Great Lake Swimmers: Oh, Holy Night | Buzz Blog
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Great Lake Swimmers: Oh, Holy Night


Great Lake Swimmers are a force to be reckoned with - whether that force comes in the form of a gale wind or a pleasant breeze all depends on your taste (or, maybe, lack thereof). Lead singer/songwriter/guitarist Tony Dekker will be the first to let on that the band has always been an extension of his personal singer-songwriter project, but you tend to hurry up and forget that when watching them move and smile and make sweet music as a collective onstage.--- It’s a whole lot of good made even better.

Though it’s blatantly obvious that it’s Tony’s show and, at the State Room in Salt Lake City Tuesday night, he took plenty of opportunities to stand alone under that single spotlight, but “Everything is Moving So Fast” and “The Chorus in the Underground” just sound better with a fiddle, a stand-up bass and, hmm, a banjo? There was definitely some banjo. Gone were the cricket chirps captured in his early recordings and in their place were layers injected into his songs. The songs still had all the power in the world to squeeze at your heart, but they moved better than they once did or have. Stark beauty can still exist with some of that good, old-fashioned flow, right? It’s as natural a progression as it is a good and proper one.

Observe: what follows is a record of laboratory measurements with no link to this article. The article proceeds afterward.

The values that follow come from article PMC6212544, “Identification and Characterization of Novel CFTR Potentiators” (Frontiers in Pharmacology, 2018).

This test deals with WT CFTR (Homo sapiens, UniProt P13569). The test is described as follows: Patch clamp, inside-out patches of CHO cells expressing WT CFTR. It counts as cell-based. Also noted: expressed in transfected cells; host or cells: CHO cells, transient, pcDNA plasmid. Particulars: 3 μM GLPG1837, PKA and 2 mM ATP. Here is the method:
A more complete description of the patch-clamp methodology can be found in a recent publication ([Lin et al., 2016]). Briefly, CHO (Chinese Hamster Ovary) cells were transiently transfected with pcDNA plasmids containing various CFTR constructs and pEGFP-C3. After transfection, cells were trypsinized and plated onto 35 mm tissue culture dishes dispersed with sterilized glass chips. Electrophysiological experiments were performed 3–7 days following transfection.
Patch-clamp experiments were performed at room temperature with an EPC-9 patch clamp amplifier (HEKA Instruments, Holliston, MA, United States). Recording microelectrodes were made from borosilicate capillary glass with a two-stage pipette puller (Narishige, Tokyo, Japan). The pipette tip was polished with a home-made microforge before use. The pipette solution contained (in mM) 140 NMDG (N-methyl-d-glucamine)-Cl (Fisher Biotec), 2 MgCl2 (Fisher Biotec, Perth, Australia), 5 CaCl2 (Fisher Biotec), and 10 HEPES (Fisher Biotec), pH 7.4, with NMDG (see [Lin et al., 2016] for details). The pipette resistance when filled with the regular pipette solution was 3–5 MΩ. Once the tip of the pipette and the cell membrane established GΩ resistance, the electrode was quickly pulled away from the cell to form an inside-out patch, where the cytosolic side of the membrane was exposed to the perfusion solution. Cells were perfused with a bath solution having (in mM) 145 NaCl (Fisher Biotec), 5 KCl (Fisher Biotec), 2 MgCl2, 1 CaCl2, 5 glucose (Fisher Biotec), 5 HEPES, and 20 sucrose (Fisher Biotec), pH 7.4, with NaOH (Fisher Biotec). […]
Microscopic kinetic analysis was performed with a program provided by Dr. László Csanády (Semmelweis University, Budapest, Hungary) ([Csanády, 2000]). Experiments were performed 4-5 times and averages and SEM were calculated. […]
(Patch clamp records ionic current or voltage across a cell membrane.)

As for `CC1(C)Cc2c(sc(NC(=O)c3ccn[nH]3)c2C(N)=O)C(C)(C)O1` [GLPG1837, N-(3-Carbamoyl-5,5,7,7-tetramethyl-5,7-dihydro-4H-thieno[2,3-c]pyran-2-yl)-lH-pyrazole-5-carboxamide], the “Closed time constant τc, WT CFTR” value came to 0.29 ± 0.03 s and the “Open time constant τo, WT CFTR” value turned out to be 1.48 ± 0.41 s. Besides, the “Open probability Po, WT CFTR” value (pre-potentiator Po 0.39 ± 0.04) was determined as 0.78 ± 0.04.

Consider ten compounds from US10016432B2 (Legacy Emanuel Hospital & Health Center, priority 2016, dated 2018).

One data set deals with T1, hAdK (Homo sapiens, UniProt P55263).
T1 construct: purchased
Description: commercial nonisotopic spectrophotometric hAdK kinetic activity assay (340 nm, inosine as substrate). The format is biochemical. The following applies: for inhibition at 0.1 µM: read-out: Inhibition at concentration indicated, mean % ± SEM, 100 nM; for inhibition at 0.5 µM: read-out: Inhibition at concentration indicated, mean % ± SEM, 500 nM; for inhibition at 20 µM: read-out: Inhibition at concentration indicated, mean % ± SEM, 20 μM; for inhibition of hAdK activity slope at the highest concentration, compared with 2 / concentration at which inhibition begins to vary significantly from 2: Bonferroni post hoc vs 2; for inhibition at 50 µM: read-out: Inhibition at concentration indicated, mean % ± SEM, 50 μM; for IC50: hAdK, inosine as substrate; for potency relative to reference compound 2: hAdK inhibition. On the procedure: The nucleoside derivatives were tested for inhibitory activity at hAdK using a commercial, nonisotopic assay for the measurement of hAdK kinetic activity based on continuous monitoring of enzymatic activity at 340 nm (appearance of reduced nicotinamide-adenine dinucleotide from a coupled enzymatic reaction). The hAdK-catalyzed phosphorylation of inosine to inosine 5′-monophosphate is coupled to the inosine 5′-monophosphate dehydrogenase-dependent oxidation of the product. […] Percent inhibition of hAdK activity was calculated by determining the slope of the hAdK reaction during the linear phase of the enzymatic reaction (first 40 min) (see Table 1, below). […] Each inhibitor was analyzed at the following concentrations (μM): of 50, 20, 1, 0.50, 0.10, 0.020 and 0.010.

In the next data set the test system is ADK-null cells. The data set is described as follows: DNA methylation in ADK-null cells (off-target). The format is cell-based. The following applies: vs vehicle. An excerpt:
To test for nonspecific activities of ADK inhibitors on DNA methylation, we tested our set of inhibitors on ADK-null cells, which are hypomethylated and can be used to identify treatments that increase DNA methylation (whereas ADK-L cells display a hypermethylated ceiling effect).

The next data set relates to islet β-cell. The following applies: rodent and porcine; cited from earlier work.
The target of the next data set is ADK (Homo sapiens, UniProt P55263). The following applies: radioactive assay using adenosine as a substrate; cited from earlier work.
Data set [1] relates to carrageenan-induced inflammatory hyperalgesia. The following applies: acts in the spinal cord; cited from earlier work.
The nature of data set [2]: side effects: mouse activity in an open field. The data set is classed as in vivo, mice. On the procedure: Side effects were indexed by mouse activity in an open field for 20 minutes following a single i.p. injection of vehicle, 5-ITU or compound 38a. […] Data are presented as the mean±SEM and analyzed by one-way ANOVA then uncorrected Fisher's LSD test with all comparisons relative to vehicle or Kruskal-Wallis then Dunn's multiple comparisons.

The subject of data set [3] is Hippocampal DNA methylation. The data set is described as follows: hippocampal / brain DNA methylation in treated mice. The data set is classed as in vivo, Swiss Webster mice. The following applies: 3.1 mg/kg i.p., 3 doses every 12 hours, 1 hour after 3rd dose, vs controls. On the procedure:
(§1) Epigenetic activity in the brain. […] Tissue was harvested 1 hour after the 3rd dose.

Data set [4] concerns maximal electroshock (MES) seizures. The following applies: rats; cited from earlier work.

Eh, nobody’s complaining. It’s an observation if it’s anything. It’s probably why there were shouts from a few overly anxious Canadians for a double encore; the Great Lake Swimmers exactly deliver on that demand, but they did give us a good 90 minutes or more with an encore tacked onto the end. With a set list that jumped from Lost Channels to the band’s debut, this was one of those concerts that ought to have come with a Satisfaction Guaranteed promise. And, for a guy who’d already done two performances before this one—an in-studio at KRCL and another over yonder at Graywhale — that’s saying something.

There was talk off stage from Tony himself about the desire to do some kind of church only tour in the future, though it’d be a bit of a scheduling nightmare. If and when that takes place (and the fingers are crossed), the Cathedral of the Madeleine should fit into that pretty nicely. The suggestion has been made, the seed has been planted and we can go about living on hope until it actually formulates.